Who Should Be Screened for Lung Cancer

At NYU Langone’s Lung Cancer Screening Program, our team follows the screening guidelines agreed upon by the U.S. Preventive Services Task Force and the Centers for Medicare and Medicaid Services. You may be a candidate for screening if you meet the following criteria:

  • are age 50 to 80
  • have at least a 20 pack-year smoking history—equivalent to smoking 1 pack a day for 20 years or 2 packs a day for 10 years
  • are a current smoker or have quit smoking within the last 15 years
  • you have not received a lung cancer diagnosis within the last 5 years

If your doctor recommends screening, our specialized team will confirm your eligibility and help you schedule a low-dose CT scan to look for signs of lung cancer. Our dedicated clinical and administrative staff walk you through the entire process and answer any questions you may have.

It is important to note that CT scans are very sensitive and, in some instances, can pick up “false positives”—abnormalities in the lungs, including small scars or tiny lymph nodes, that are not cancer and are unlikely to ever cause a problem.

If one of these abnormalities is detected, you may need a follow-up CT scan or, less often, a biopsy or other procedure. Any findings from your scan are communicated to your doctor, and our team will work with you to determine the appropriate next steps as needed. In most cases, no cancer is found. To avoid unnecessary tests or procedures, it’s important to only screen people who have an increased risk for lung cancer.

What Increases Risk for Lung Cancer

The single most important risk factor for lung cancer is cigarette smoking. Tobacco use accounts for a majority of all lung cancers. So if you have ever smoked, you have an increased chance of developing lung cancer. The longer you smoke and the more packs of cigarettes you smoke, the greater your risk for developing cancer.

Other factors that may put you at increased risk for lung cancer include the following:

  • exposure to radon, a radioactive gas that can exist in homes
  • exposure to asbestos, especially if exposure occurred in the workplace
  • significant exposure to second-hand smoke, either at home or at work
  • exposure to cancer-causing agents in the environment, especially occupational exposures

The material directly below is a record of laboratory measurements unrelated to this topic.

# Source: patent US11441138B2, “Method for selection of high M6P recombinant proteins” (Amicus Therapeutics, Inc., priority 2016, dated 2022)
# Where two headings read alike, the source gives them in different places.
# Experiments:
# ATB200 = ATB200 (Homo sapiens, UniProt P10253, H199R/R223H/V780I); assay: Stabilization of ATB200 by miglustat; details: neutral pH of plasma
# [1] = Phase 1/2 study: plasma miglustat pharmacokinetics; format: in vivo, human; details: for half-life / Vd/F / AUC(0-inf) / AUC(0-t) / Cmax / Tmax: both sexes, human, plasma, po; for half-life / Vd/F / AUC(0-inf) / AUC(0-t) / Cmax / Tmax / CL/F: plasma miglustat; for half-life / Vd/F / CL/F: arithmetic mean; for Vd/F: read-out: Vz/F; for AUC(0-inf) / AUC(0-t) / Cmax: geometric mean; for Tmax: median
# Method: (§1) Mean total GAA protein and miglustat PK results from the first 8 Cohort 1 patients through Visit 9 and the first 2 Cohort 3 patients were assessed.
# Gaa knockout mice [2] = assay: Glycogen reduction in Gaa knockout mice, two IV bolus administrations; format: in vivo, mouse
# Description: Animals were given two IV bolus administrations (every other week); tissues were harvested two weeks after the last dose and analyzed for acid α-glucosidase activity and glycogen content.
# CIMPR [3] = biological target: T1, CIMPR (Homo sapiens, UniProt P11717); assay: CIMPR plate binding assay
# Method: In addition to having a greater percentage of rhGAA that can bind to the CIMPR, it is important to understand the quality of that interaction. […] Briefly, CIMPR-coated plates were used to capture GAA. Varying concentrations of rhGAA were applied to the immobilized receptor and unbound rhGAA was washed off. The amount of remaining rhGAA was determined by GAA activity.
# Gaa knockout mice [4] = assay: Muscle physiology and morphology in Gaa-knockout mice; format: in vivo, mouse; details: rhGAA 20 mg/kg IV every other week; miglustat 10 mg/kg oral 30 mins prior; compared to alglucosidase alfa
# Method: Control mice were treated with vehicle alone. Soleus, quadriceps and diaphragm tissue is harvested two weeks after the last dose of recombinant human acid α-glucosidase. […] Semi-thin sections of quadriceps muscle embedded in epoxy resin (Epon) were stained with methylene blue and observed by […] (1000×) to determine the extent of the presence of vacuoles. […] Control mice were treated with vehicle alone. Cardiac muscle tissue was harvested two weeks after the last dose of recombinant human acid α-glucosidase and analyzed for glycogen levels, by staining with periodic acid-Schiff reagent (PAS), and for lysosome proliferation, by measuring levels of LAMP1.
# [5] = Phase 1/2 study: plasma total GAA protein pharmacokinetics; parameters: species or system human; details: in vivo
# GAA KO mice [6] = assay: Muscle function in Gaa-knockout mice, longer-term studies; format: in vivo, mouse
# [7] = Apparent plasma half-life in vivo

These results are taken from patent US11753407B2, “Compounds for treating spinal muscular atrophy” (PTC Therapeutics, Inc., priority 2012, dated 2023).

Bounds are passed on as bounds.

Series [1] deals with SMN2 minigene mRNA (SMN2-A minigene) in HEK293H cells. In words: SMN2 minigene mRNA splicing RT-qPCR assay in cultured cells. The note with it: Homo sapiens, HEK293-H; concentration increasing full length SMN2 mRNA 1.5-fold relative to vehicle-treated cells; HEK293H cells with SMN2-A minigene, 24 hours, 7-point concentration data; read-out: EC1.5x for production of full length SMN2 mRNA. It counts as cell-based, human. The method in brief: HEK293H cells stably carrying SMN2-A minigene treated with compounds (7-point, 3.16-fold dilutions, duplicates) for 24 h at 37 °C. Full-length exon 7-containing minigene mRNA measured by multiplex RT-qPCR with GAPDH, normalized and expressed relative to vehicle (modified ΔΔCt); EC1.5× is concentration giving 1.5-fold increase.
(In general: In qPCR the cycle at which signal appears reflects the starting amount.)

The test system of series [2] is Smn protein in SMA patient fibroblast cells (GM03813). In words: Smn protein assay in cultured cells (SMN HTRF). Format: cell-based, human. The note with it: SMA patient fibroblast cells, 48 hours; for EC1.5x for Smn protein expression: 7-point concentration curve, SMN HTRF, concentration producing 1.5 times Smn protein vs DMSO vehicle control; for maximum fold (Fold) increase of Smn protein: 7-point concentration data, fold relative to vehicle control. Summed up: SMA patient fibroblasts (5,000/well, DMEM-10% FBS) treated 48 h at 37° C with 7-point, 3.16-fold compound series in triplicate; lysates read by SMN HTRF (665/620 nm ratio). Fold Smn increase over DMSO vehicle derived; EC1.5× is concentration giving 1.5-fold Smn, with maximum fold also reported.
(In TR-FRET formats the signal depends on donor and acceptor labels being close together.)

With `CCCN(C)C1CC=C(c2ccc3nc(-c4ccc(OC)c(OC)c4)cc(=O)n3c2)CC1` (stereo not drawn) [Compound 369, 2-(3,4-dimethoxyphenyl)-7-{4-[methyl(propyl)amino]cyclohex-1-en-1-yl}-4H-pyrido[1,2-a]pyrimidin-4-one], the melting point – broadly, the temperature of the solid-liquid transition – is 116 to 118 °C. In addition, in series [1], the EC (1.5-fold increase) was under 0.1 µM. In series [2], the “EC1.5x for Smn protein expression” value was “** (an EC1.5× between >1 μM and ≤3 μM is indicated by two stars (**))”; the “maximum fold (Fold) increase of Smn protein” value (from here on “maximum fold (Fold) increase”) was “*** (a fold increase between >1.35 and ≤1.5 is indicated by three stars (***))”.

• lung scarring from certain types of pneumonia or a diagnosis of chronic obstructive pulmonary disease (COPD) or emphysema
  • a first-degree relative, such as a parent or sibling, who has had lung cancer

For those who require help to quit smoking, we offer tobacco cessation programs.

Additional Considerations for Screening

The National Lung Cancer Screening Trial, a research study sponsored by the National Cancer Institute and published in 2011, showed that CT screening for lung cancer can save lives. Doctors and patients must weigh risks and benefits. Often, people with a lower risk for developing lung cancer should not be screened because the risks of the screening outweigh the benefits.

Some people have invasive diagnostic procedures as a result of lung cancer screening. While sometimes these tests lead to a diagnosis of cancer, in others, there is no cancer. The diagnostic procedures themselves come with some level of risk, which must be considered before deciding to go through lung cancer screening. Our physicians and nurse practitioners guide you in making the right decision before scheduling your screening.

False-positive results of a low-dose CT scan may cause anxiety and concern even if the result is proven not to be cancer. There is also a chance that you could receive a false-negative result, which happens when cancer is present, but it isn’t detected.

Lung Cancer Screening Research Opportunities

Lung cancer screening saves lives, and our experts at NYU Langone’s Lung Cancer Center, part of Perlmutter Cancer Center, are engaged in research for more effective lung cancer screenings that can help with early and accurate detection of lung cancer.
 
We are currently participating in the following lung cancer screening research initiatives:

  • We are conducting research using breath testing to see if we can more easily detect lung cancer through less invasive testing methods. This is done by having you breathe into a balloon to test if the air you exhale correlates with the results of your CT scan.
  • We are evaluating whether blood-based screening tests can improve cancer detection.
  • We are researching the use of artificial intelligence to examine CT scan images to determine with greater precision whether a lung nodule is cancerous or not. This may result in fewer biopsies and a faster diagnosis.
  • We also offer a lung cancer biomarker screening study that involves lung function testing as well as blood and sputum, or spit, testing, in addition to a CT scan.

If you are interested in any of the studies above, please discuss further with our doctors or program staff to determine what may be a good option for you.

Research Study for Nonsmoking Asian Women

Nonsmokers account for approximately 20 percent of all lung cancer diagnoses but don’t meet traditional lung cancer screening criteria. In particular, Asian female nonsmokers appear to have higher incidences of lung cancer based on studies done in Asia.

To help with early detection in this population, the New York Female Asian Nonsmoker Screening Study (NY FANSS) is being conducted at Perlmutter Cancer Center. This study, open to Asian female nonsmokers from age 40 to 74 years who reside in the New York metropolitan area, provides up to three annual low-dose CT scans of the chest and a blood-based test with the capability for early detection of cancer.

The study is available at no cost to participants. If you meet the criteria and are interested in enrolling, please call 212-731-6212 or email FANSS@nyulangone.org. Language interpretation and translated materials are available.